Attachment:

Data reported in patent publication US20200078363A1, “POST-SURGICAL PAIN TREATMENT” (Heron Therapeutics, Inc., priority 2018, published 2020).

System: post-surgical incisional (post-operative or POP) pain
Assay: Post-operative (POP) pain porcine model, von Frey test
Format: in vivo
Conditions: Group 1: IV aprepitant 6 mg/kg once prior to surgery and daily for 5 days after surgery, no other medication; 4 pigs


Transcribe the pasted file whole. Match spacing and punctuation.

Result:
Data reported in patent publication US20200078363A1, “POST-SURGICAL PAIN TREATMENT” (Heron Therapeutics, Inc., priority 2018, published 2020).

System: post-surgical incisional (post-operative or POP) pain
Assay: Post-operative (POP) pain porcine model, von Frey test
Format: in vivo
Conditions: Group 1: IV aprepitant 6 mg/kg once prior to surgery and daily for 5 days after surgery, no other medication; 4 pigs